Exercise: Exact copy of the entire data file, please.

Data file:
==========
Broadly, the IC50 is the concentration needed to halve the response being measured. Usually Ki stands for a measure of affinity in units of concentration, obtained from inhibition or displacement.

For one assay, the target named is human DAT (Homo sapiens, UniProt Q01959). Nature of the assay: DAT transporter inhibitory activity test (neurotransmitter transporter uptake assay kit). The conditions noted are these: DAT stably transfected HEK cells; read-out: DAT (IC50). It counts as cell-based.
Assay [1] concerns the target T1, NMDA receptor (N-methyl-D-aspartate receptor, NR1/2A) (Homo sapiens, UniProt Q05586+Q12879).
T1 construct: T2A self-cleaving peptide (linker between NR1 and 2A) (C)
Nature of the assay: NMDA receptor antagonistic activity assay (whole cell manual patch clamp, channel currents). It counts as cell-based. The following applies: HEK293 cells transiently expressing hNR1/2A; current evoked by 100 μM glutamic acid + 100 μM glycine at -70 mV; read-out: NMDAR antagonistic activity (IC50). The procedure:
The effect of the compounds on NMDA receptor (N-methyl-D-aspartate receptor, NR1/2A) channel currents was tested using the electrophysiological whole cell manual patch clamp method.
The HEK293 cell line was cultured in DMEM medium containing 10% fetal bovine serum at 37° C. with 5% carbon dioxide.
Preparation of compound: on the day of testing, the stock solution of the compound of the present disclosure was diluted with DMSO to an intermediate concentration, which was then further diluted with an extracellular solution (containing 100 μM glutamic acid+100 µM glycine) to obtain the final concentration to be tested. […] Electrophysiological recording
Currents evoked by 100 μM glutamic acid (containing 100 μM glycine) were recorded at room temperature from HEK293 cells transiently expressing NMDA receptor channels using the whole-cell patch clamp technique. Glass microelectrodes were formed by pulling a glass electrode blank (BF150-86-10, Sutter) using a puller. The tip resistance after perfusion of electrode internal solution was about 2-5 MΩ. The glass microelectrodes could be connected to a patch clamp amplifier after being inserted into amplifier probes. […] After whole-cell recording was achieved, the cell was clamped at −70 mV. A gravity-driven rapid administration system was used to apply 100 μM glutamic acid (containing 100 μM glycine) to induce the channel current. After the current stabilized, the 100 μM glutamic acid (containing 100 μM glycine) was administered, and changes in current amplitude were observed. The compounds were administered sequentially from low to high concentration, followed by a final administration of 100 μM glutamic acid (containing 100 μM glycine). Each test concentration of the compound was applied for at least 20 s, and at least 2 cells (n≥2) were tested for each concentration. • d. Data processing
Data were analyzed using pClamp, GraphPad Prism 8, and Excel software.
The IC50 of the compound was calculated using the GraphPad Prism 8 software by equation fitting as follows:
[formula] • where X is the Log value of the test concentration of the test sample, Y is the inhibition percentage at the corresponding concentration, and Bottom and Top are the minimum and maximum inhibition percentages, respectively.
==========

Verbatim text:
Broadly, the IC50 is the concentration needed to halve the response being measured. Usually Ki stands for a measure of affinity in units of concentration, obtained from inhibition or displacement.

For one assay, the target named is human DAT (Homo sapiens, UniProt Q01959). Nature of the assay: DAT transporter inhibitory activity test (neurotransmitter transporter uptake assay kit). The conditions noted are these: DAT stably transfected HEK cells; read-out: DAT (IC50). It counts as cell-based.
Assay [1] concerns the target T1, NMDA receptor (N-methyl-D-aspartate receptor, NR1/2A) (Homo sapiens, UniProt Q05586+Q12879).
T1 construct: T2A self-cleaving peptide (linker between NR1 and 2A) (C)
Nature of the assay: NMDA receptor antagonistic activity assay (whole cell manual patch clamp, channel currents). It counts as cell-based. The following applies: HEK293 cells transiently expressing hNR1/2A; current evoked by 100 μM glutamic acid + 100 μM glycine at -70 mV; read-out: NMDAR antagonistic activity (IC50). The procedure:
The effect of the compounds on NMDA receptor (N-methyl-D-aspartate receptor, NR1/2A) channel currents was tested using the electrophysiological whole cell manual patch clamp method.
The HEK293 cell line was cultured in DMEM medium containing 10% fetal bovine serum at 37° C. with 5% carbon dioxide.
Preparation of compound: on the day of testing, the stock solution of the compound of the present disclosure was diluted with DMSO to an intermediate concentration, which was then further diluted with an extracellular solution (containing 100 μM glutamic acid+100 µM glycine) to obtain the final concentration to be tested. […] Electrophysiological recording
Currents evoked by 100 μM glutamic acid (containing 100 μM glycine) were recorded at room temperature from HEK293 cells transiently expressing NMDA receptor channels using the whole-cell patch clamp technique. Glass microelectrodes were formed by pulling a glass electrode blank (BF150-86-10, Sutter) using a puller. The tip resistance after perfusion of electrode internal solution was about 2-5 MΩ. The glass microelectrodes could be connected to a patch clamp amplifier after being inserted into amplifier probes. […] After whole-cell recording was achieved, the cell was clamped at −70 mV. A gravity-driven rapid administration system was used to apply 100 μM glutamic acid (containing 100 μM glycine) to induce the channel current. After the current stabilized, the 100 μM glutamic acid (containing 100 μM glycine) was administered, and changes in current amplitude were observed. The compounds were administered sequentially from low to high concentration, followed by a final administration of 100 μM glutamic acid (containing 100 μM glycine). Each test concentration of the compound was applied for at least 20 s, and at least 2 cells (n≥2) were tested for each concentration. • d. Data processing
Data were analyzed using pClamp, GraphPad Prism 8, and Excel software.
The IC50 of the compound was calculated using the GraphPad Prism 8 software by equation fitting as follows:
[formula] • where X is the Log value of the test concentration of the test sample, Y is the inhibition percentage at the corresponding concentration, and Bottom and Top are the minimum and maximum inhibition percentages, respectively.